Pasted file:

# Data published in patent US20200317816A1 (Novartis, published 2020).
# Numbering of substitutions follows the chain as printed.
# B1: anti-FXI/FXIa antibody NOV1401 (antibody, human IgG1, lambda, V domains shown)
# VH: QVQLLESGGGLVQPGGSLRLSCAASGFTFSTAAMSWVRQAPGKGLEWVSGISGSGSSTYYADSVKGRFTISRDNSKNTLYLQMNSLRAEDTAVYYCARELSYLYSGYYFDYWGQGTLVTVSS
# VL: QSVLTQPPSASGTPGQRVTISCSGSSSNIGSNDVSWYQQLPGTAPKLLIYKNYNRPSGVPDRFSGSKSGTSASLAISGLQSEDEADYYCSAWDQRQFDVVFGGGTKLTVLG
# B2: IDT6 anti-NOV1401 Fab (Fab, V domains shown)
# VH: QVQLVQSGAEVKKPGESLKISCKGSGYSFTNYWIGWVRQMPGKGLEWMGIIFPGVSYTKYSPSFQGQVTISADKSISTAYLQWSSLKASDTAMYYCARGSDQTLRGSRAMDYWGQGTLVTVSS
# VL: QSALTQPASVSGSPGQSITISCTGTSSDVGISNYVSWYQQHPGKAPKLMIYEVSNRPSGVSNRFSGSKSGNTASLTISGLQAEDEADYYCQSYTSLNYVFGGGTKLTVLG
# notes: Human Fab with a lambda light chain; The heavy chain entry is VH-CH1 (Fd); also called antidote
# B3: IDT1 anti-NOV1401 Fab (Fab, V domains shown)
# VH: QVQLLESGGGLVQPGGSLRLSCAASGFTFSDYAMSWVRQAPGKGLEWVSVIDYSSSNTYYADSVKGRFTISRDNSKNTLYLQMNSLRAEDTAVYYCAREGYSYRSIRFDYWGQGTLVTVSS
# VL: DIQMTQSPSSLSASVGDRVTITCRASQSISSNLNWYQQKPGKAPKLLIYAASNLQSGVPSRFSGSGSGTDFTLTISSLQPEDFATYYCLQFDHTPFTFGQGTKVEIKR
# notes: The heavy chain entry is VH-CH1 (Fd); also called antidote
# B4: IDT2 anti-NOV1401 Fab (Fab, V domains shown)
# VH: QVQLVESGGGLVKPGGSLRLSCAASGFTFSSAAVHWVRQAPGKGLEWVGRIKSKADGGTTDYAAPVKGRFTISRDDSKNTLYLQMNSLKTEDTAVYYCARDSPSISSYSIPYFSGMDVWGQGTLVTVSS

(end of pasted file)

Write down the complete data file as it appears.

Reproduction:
# Data published in patent US20200317816A1 (Novartis, published 2020).
# Numbering of substitutions follows the chain as printed.
# B1: anti-FXI/FXIa antibody NOV1401 (antibody, human IgG1, lambda, V domains shown)
# VH: QVQLLESGGGLVQPGGSLRLSCAASGFTFSTAAMSWVRQAPGKGLEWVSGISGSGSSTYYADSVKGRFTISRDNSKNTLYLQMNSLRAEDTAVYYCARELSYLYSGYYFDYWGQGTLVTVSS
# VL: QSVLTQPPSASGTPGQRVTISCSGSSSNIGSNDVSWYQQLPGTAPKLLIYKNYNRPSGVPDRFSGSKSGTSASLAISGLQSEDEADYYCSAWDQRQFDVVFGGGTKLTVLG
# B2: IDT6 anti-NOV1401 Fab (Fab, V domains shown)
# VH: QVQLVQSGAEVKKPGESLKISCKGSGYSFTNYWIGWVRQMPGKGLEWMGIIFPGVSYTKYSPSFQGQVTISADKSISTAYLQWSSLKASDTAMYYCARGSDQTLRGSRAMDYWGQGTLVTVSS
# VL: QSALTQPASVSGSPGQSITISCTGTSSDVGISNYVSWYQQHPGKAPKLMIYEVSNRPSGVSNRFSGSKSGNTASLTISGLQAEDEADYYCQSYTSLNYVFGGGTKLTVLG
# notes: Human Fab with a lambda light chain; The heavy chain entry is VH-CH1 (Fd); also called antidote
# B3: IDT1 anti-NOV1401 Fab (Fab, V domains shown)
# VH: QVQLLESGGGLVQPGGSLRLSCAASGFTFSDYAMSWVRQAPGKGLEWVSVIDYSSSNTYYADSVKGRFTISRDNSKNTLYLQMNSLRAEDTAVYYCAREGYSYRSIRFDYWGQGTLVTVSS
# VL: DIQMTQSPSSLSASVGDRVTITCRASQSISSNLNWYQQKPGKAPKLLIYAASNLQSGVPSRFSGSGSGTDFTLTISSLQPEDFATYYCLQFDHTPFTFGQGTKVEIKR
# notes: The heavy chain entry is VH-CH1 (Fd); also called antidote
# B4: IDT2 anti-NOV1401 Fab (Fab, V domains shown)
# VH: QVQLVESGGGLVKPGGSLRLSCAASGFTFSSAAVHWVRQAPGKGLEWVGRIKSKADGGTTDYAAPVKGRFTISRDDSKNTLYLQMNSLKTEDTAVYYCARDSPSISSYSIPYFSGMDVWGQGTLVTVSS